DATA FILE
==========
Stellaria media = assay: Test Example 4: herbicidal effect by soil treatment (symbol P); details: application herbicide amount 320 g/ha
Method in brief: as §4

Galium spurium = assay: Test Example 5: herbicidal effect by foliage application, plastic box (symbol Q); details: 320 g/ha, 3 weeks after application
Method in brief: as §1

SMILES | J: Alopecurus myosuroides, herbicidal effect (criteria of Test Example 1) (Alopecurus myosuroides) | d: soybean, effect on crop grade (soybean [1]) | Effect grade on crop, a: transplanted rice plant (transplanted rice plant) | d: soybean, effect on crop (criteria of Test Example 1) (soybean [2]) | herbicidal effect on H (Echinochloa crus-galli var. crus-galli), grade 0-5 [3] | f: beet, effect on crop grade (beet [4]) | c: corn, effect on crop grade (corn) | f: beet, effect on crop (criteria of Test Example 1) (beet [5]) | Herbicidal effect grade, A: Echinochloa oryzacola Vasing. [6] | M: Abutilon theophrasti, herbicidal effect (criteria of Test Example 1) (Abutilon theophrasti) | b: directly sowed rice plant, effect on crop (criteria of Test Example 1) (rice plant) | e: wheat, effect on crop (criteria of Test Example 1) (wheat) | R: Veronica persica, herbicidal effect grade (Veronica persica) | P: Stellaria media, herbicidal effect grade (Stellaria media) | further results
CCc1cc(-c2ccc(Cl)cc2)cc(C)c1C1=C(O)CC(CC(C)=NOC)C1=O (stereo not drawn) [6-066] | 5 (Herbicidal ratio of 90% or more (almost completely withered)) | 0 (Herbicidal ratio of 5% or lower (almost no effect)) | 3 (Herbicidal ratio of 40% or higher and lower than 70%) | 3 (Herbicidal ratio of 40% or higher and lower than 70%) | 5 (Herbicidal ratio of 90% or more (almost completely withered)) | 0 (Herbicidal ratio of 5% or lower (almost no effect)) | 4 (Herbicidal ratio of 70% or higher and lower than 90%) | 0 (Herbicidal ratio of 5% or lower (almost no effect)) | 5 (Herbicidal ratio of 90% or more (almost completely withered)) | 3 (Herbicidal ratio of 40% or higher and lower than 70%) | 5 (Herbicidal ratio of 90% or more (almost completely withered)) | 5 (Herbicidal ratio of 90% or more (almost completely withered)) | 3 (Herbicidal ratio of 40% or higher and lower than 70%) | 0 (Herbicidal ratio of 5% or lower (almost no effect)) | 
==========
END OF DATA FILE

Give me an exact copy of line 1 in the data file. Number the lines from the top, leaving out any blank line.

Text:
Stellaria media = assay: Test Example 4: herbicidal effect by soil treatment (symbol P); details: application herbicide amount 320 g/ha